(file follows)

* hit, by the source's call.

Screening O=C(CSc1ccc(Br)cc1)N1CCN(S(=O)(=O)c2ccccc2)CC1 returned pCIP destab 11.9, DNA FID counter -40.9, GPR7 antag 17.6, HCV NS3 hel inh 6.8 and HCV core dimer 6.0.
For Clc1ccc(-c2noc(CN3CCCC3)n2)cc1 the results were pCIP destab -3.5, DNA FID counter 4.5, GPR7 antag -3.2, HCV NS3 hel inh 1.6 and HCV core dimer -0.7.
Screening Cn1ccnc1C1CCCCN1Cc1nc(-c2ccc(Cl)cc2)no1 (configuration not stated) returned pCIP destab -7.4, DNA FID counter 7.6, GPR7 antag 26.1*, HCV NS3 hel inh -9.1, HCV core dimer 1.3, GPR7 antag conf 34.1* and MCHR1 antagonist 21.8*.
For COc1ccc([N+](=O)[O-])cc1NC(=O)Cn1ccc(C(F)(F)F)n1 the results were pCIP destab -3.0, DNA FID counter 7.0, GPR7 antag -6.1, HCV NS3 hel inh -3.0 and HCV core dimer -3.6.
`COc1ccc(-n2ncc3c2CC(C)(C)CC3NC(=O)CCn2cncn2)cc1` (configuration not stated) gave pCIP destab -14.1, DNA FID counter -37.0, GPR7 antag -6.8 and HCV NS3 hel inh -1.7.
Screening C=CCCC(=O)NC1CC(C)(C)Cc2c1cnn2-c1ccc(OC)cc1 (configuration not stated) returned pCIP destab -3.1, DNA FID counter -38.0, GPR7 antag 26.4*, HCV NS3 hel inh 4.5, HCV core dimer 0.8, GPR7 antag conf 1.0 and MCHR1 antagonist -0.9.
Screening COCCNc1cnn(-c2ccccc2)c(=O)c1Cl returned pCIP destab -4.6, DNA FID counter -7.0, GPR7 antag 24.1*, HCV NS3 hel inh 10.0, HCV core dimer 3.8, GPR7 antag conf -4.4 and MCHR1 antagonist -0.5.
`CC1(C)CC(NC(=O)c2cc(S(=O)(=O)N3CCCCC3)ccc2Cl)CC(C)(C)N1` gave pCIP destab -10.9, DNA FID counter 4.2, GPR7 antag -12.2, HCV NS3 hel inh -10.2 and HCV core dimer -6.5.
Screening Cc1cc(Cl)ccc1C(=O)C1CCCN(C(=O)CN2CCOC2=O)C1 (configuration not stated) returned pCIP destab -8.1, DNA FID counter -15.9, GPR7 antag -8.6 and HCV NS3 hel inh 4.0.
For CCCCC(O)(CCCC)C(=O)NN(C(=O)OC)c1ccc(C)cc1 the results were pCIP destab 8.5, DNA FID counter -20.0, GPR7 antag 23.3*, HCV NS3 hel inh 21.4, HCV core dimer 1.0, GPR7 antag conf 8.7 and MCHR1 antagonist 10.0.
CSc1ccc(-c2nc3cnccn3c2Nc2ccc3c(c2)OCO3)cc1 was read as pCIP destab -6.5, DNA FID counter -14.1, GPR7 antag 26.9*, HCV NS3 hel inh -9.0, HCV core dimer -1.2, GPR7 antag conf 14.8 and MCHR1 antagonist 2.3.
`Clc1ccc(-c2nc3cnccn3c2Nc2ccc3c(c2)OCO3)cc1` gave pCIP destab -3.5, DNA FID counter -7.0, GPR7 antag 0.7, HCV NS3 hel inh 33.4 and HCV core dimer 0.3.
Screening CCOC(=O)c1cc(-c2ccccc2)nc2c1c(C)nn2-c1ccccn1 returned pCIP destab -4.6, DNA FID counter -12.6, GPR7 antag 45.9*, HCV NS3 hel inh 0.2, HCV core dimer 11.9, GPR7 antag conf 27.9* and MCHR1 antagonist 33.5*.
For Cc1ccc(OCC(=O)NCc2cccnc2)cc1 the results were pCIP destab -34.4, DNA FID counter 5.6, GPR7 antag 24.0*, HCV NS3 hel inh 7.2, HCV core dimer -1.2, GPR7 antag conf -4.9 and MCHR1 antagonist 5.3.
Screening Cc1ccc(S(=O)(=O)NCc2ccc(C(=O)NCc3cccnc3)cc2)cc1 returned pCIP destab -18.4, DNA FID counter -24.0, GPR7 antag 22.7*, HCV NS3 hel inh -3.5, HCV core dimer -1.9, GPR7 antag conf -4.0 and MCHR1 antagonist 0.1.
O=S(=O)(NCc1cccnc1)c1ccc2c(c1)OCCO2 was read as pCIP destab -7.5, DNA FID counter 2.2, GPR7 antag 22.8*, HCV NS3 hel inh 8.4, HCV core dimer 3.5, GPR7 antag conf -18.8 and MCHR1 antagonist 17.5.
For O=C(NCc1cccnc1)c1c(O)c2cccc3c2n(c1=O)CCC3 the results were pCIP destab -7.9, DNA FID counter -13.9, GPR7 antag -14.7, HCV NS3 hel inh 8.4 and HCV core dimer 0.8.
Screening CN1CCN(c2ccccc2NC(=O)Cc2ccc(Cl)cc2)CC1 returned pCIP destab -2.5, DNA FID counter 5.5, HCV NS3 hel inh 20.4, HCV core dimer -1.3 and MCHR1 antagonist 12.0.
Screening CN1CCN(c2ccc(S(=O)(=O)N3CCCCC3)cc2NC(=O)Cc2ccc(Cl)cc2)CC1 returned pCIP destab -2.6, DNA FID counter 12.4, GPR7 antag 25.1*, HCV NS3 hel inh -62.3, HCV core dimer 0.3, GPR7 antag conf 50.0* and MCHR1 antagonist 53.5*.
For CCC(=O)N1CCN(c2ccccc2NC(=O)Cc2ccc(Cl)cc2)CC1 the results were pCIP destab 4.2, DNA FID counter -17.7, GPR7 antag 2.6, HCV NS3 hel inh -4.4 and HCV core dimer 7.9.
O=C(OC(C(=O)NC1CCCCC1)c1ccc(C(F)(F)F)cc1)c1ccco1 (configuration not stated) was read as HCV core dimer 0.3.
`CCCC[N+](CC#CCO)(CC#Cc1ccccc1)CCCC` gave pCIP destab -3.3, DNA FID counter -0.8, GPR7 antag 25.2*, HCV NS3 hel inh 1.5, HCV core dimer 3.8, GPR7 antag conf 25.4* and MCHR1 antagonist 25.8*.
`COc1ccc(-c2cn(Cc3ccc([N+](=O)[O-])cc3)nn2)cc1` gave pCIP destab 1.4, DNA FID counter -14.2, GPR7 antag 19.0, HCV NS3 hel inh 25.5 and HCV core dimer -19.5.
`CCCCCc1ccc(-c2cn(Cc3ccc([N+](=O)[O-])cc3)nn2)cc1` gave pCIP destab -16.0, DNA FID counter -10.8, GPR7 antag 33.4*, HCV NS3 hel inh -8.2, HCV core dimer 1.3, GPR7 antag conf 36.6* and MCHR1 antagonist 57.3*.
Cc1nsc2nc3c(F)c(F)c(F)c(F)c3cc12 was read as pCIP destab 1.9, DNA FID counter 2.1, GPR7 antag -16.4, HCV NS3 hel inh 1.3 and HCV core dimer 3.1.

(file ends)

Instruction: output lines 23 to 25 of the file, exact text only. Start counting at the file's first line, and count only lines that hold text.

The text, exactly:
`CCCC[N+](CC#CCO)(CC#Cc1ccccc1)CCCC` gave pCIP destab -3.3, DNA FID counter -0.8, GPR7 antag 25.2*, HCV NS3 hel inh 1.5, HCV core dimer 3.8, GPR7 antag conf 25.4* and MCHR1 antagonist 25.8*.
`COc1ccc(-c2cn(Cc3ccc([N+](=O)[O-])cc3)nn2)cc1` gave pCIP destab 1.4, DNA FID counter -14.2, GPR7 antag 19.0, HCV NS3 hel inh 25.5 and HCV core dimer -19.5.
`CCCCCc1ccc(-c2cn(Cc3ccc([N+](=O)[O-])cc3)nn2)cc1` gave pCIP destab -16.0, DNA FID counter -10.8, GPR7 antag 33.4*, HCV NS3 hel inh -8.2, HCV core dimer 1.3, GPR7 antag conf 36.6* and MCHR1 antagonist 57.3*.